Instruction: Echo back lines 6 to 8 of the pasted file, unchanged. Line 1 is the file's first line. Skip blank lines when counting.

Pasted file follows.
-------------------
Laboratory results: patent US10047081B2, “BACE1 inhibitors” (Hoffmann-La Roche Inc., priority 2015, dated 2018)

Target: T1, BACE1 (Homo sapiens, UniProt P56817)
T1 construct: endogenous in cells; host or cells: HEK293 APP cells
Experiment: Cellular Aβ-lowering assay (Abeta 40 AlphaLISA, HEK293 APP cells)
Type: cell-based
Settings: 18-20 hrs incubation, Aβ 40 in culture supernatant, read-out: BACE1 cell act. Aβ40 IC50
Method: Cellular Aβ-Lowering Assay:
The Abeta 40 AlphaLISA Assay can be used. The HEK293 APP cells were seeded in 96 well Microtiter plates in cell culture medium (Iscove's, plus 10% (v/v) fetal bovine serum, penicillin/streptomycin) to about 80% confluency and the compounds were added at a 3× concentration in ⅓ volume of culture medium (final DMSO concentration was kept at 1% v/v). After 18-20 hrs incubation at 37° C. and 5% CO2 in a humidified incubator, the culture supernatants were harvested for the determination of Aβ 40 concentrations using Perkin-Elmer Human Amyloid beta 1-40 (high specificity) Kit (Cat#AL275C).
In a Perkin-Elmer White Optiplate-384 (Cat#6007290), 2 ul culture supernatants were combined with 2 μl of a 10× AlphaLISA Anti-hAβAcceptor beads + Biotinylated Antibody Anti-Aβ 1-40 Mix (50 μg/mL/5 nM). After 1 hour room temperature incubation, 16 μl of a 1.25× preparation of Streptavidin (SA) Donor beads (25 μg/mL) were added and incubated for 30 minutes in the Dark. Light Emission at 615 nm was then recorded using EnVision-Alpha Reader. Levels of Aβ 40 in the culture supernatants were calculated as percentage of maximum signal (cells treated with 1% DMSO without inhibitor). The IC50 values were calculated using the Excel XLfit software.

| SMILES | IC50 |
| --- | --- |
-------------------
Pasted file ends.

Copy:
Settings: 18-20 hrs incubation, Aβ 40 in culture supernatant, read-out: BACE1 cell act. Aβ40 IC50
Method: Cellular Aβ-Lowering Assay:
The Abeta 40 AlphaLISA Assay can be used. The HEK293 APP cells were seeded in 96 well Microtiter plates in cell culture medium (Iscove's, plus 10% (v/v) fetal bovine serum, penicillin/streptomycin) to about 80% confluency and the compounds were added at a 3× concentration in ⅓ volume of culture medium (final DMSO concentration was kept at 1% v/v). After 18-20 hrs incubation at 37° C. and 5% CO2 in a humidified incubator, the culture supernatants were harvested for the determination of Aβ 40 concentrations using Perkin-Elmer Human Amyloid beta 1-40 (high specificity) Kit (Cat#AL275C).